Although people often think a dental emergency would involve a broken or knocked-out tooth, there are other types of dental problem that require an emergency visit to the dentist. An abscessed tooth is a serious problem that may require immediate treatment.
What is an abscess?
A tooth abscess is caused by an infection around the bottom of the tooth, which leads to a build-up of pus. It can be caused by tooth decay or by a chipped or broken tooth where a gap in the enamel allows harmful bacteria into the tooth.
What are the symptoms?
An abscess may be extremely painful, which will be enough in itself to send you to an emergency dentist. It may also be accompanied by swelling in the face around the affected area or enlargement of the lymph glands. You may also experience a bad taste in your mouth, and the symptoms may be accompanied by a fever.
Why is it an emergency?
An abscess can be painful enough in itself that it prevents you from sleeping or getting on with your normal life. If left untreated, the infection can spread to other parts of the jaw of the head and neck, and eventually even lead to an abscess in the brain. An untreated tooth abscess can become life-threatening, so if you have the symptoms, you should see a dentist as soon as possible.
What is the treatment?
How your dentist treats the abscess will depend upon how far it has spread and how serious it is. You may be given antibiotics to treat the underlying infection and have the abscess lanced to drain the pus. More serious cases may need root canal treatment, in which the underneath of the tooth is cleaned out and filled and sealed. If the tooth can't be saved, it may have to be removed. By and large, the sooner the abscess is treated, the less severe it will be, and the easier it will be to deal with.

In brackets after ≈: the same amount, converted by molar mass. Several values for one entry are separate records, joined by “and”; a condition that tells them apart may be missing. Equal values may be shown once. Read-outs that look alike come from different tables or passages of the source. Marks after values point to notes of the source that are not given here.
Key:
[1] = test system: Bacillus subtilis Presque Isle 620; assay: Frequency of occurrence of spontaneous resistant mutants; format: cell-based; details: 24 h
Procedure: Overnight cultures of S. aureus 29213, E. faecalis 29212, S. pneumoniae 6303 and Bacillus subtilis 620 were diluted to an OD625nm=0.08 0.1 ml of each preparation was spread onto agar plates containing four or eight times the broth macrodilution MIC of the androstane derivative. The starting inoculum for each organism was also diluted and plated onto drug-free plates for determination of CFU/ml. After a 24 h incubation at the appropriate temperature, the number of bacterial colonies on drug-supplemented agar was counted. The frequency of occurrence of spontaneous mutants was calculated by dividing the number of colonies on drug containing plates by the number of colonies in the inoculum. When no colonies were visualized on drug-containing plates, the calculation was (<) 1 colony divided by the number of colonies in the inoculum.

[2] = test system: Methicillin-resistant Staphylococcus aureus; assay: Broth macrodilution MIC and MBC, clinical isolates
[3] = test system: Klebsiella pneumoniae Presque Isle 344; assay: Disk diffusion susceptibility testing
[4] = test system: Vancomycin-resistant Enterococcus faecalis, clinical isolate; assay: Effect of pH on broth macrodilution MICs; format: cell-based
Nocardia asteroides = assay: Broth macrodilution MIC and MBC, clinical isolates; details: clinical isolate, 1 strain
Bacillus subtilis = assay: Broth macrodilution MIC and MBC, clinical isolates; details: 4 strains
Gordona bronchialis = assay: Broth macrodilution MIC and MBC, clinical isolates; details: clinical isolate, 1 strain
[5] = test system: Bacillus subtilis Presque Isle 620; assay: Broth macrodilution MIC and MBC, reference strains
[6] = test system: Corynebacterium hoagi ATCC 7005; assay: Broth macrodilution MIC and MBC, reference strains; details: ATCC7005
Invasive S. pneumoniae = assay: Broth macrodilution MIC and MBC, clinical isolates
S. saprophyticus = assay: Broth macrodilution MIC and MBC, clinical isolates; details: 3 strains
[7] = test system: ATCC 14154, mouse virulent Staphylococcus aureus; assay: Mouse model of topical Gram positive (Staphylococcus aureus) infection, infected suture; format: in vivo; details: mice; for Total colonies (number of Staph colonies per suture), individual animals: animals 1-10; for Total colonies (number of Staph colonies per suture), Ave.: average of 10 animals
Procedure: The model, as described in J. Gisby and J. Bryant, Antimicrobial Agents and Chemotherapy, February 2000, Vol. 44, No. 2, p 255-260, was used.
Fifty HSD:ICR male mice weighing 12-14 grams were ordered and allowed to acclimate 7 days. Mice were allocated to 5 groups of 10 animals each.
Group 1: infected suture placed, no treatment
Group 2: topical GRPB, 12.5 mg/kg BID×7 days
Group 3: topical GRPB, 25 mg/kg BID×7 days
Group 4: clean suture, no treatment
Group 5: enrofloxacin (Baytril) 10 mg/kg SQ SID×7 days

How can it be prevented?
Generally, good oral hygiene will prevent abscesses. Brush and floss twice a day, avoid sugary foods and make sure you get regular dental check-ups.
An abscess is a painful and dangerous problem which should be treated as an emergency. Get in touch with your emergency dentist as soon as you experience the symptoms, and it should not be easy - and relatively pain-free to treat.Share
19 September 2019
Hi! Welcome to my blog! My name is Kerry, and this blog is focused on dental fillings. It looks at the history of fillings, options for contemporary fillings, how to protect your fillings, when to replace them and much more. If you have ever had a cavity filled or if you are planning to get a tooth filled, you will find the information in this blog useful. I try to look at fillings from all angles, and I even plan to look at how to avoid fillings through proper dental hygiene and sealants. Thanks for reading, and I hope you find the info intellectually "filling."